50 Cent Claims He “Never Owned” $8 Million in Bitcoin

Last month, I discussed how rapper 50 Cent reportedly had $8 million in Bitcoin that he forgot about. But more-recent reports suggest that he claims to have never had any Bitcoin. Through bankruptcy court documents, 50 stated that he “has never owned, and does not now own, a bitcoin account or any bitcoin.” 50 Cent, […]

Last month, I discussed how rapper 50 Cent reportedly had $8 million in Bitcoin that he forgot about. But more-recent reports suggest that he claims to have never had any Bitcoin.

Through bankruptcy court documents, 50 stated that he “has never owned, and does not now own, a bitcoin account or any bitcoin.”

50 Cent, who’s legal name is Curtis Jackson II, filed a “Declarations of Bitcoins” after news of him owning somewhere in the neighborhood worth of $7-$8 million worth of Bitcoin.

This contrasts previous statements by the 42-year-old, such as when he said “I’m a keep it real I forgot I did that shit [Bitcoin]. Lol.”

What do 50 Cent’s Court Documents State about Bitcoin?

In court documents obtained by Yahoo Finance, Jackson claims to have not made much at all from bitcoins:

“All online transactions involving my brand were handled by an independently owned and operated third part, Central Nervous LLC.. the limited bitcoin transactions that occurred online were processed and converted to U.S. Dollars contemporaneously, based upon the then-existing exchange rate…”

His legal team also provided screenshots of his BitPay account, which show a couple hundred transactions, mostly ranging from $5.50 to $8.90. This revenue came from copies of his Animal Ambition album, which was released in 2014.

50 Cent Claims to Have Only Accepted 6-7 Bitcoins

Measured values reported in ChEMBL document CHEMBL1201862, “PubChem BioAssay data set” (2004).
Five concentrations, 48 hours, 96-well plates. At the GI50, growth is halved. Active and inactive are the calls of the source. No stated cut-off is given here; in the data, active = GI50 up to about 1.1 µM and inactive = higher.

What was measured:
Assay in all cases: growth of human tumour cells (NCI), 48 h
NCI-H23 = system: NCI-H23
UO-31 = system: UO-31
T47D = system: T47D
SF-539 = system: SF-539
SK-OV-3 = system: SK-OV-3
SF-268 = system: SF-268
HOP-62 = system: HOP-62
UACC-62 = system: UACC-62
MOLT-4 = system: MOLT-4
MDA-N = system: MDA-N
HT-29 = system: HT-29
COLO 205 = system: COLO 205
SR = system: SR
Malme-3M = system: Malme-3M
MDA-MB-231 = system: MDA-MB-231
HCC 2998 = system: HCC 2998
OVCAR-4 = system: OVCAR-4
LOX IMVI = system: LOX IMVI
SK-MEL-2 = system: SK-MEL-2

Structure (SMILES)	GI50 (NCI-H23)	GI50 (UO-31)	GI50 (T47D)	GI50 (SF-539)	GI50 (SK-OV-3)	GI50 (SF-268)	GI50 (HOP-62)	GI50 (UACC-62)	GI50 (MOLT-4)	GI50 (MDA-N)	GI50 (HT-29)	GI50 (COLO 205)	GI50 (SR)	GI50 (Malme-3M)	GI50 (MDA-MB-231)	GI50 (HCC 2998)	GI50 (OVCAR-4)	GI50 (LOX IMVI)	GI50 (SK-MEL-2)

Original news reports claimed that Jackson received around 700 bitcoins. This would be worth $7.5 million, based on today’s price of $10,600 per BTC.

Instead, 50 Cent’s legal team claims that he only received 6-7 bitcoins, which would’ve been worth a few thousand dollars in 2014 (BTC price was $657).

Here’s more from the court document that Jackson’s team presented:

“As a general matter, so long as a press story is not irreparably damaging to my image or brand, I usually do not feel the need to publicly deny the reporting. This is particularly true when I feel the press report in question is favorable to my image or brand, even if the report is based on a misunderstanding of the facts or contains outright falsehoods.

“When I first became aware of the press reports on this matter, I made social media posts stating that “I forgot I did that” because I had in fact forgotten I was one of the first recording artists to accept bitcoin for online transactions. I did not publicly deny the reports that I held bitcoins because the press coverage was favorable and suggested that I had made millions of dollars as a result of my good business decision to accept bitcoin payments.”

 

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